Yamna Taouk PhD Completion Seminar
Date: Tuesday December 15 - 10.00am - 11.00am
Presenter: Yamna Taouk
Via Zoom - all welcome.
The working environment is central in individuals’ lives, influencing health outcomes including psychological and physical wellbeing. Psychosocial work stressors are common exposures in the workplace and are important determinants of health. There is broad support that exposure to adverse psychosocial work stressors, such as high job demands, low job control, low job security and high effort-reward imbalance is associated with adverse health outcomes including hypertension, cardiovascular disease, diabetes, musculoskeletal disorders and depressive disorders. However, whether exposure to these psychosocial work stressors associated with adverse health outcomes translates into increased mortality is not yet certain and barriers to making causal interpretations about the relationship between psychosocial work stressors and health persist mostly due to inherent biases in the methodology across studies.
Yamna’s PhD research attempts to clarify the relationship between psychosocial work stressors, and health and mortality. The initial focus of the research includes establishing and quantifying the risks associated with adverse psychosocial work stressors, that workers are commonly exposed to in the workplace, on mortality. The final study in the PhD focuses on understanding the exposure-outcome dynamics. The dynamics of the connexions between psychosocial work stressor perceived job control and general health, a strong predictor of future morbidity and mortality are investigated for evidence of a causal relation.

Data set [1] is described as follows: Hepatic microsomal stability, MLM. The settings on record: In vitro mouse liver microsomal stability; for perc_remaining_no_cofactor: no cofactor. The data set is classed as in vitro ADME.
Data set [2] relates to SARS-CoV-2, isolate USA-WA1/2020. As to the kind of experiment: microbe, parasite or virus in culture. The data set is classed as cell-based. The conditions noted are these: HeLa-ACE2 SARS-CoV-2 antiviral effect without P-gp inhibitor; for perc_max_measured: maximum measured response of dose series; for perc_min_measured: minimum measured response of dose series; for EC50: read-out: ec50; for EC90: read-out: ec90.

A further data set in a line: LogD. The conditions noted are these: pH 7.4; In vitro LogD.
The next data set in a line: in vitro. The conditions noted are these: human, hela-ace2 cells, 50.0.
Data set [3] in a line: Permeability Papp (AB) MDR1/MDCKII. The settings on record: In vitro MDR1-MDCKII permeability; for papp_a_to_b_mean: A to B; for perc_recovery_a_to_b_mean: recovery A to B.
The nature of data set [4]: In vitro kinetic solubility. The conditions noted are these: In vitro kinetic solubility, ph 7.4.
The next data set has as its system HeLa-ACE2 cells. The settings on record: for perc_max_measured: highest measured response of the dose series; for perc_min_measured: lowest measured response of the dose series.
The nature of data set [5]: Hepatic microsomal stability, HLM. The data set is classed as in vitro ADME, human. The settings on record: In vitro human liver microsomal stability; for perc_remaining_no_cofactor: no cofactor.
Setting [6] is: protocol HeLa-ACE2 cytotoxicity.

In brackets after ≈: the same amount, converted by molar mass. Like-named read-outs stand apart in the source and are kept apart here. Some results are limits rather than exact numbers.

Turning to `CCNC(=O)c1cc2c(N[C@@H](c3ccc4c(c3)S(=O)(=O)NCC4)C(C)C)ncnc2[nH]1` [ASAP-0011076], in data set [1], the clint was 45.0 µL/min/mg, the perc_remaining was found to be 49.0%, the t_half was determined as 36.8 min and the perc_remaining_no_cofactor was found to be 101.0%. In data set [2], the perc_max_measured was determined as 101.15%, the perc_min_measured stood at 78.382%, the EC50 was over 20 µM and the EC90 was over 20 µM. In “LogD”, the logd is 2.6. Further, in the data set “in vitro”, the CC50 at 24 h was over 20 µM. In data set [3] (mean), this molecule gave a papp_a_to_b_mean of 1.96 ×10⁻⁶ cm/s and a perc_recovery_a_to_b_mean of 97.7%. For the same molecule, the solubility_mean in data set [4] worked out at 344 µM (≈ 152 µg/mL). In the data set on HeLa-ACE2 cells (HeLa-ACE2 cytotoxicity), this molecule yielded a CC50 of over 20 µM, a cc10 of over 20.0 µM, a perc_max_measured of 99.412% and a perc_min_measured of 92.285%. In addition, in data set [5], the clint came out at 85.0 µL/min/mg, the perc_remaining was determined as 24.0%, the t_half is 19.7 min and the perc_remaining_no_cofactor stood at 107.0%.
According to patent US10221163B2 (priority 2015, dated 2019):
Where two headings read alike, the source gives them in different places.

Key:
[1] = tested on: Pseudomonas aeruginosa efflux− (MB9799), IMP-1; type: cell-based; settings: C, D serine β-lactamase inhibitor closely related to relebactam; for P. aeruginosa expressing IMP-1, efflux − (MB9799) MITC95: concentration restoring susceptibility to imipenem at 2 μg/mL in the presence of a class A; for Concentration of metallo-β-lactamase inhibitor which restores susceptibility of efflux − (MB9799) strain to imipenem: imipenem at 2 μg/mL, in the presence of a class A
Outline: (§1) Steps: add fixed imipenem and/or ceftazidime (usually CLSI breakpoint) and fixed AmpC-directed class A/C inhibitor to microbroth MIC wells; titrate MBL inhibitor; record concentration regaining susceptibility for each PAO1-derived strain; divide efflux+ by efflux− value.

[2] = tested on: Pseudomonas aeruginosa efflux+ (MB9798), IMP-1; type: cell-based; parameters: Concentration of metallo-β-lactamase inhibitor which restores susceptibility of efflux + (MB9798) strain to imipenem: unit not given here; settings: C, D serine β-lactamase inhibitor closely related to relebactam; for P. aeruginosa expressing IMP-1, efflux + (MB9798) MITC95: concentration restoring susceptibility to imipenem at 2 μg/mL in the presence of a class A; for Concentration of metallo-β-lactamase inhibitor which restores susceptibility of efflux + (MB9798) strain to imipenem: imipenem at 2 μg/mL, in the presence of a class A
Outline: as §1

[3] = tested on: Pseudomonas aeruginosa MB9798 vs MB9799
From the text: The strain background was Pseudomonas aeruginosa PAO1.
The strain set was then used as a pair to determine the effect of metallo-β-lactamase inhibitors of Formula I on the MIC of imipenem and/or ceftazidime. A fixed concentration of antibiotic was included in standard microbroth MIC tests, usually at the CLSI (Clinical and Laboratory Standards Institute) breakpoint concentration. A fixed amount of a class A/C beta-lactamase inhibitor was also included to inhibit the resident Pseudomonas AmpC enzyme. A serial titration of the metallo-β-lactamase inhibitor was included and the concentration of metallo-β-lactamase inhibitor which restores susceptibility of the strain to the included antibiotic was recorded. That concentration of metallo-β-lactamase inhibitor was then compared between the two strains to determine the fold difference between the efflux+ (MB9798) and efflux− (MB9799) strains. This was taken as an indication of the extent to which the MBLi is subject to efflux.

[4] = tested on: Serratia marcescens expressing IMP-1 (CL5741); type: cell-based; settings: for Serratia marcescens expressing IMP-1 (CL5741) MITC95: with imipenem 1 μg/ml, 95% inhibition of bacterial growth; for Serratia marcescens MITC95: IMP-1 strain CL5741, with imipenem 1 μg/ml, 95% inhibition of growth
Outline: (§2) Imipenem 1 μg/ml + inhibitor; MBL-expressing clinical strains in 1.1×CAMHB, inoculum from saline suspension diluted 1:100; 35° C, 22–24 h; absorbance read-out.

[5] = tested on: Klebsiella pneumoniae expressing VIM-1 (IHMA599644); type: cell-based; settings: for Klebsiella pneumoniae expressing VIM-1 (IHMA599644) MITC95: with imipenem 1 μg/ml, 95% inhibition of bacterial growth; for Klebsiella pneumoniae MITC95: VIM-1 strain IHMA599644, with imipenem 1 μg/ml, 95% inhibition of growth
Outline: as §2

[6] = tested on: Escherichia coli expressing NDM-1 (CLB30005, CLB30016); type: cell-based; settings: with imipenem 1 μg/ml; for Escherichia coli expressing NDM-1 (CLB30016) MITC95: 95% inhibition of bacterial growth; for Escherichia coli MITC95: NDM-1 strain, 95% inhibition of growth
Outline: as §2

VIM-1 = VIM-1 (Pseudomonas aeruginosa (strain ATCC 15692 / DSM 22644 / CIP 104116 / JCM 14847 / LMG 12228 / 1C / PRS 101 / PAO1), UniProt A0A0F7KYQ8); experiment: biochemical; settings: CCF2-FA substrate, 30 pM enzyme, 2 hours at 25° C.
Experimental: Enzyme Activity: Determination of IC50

Awareness of the implications of the adverse effects of psychosocial work stressors on health and mortality in workplaces and appropriate work stress interventions reducing exposure to work stressors may contribute to better health and wellbeing, reducing sickness absence and presenteeism, to the benefit of the workers, workplaces and society.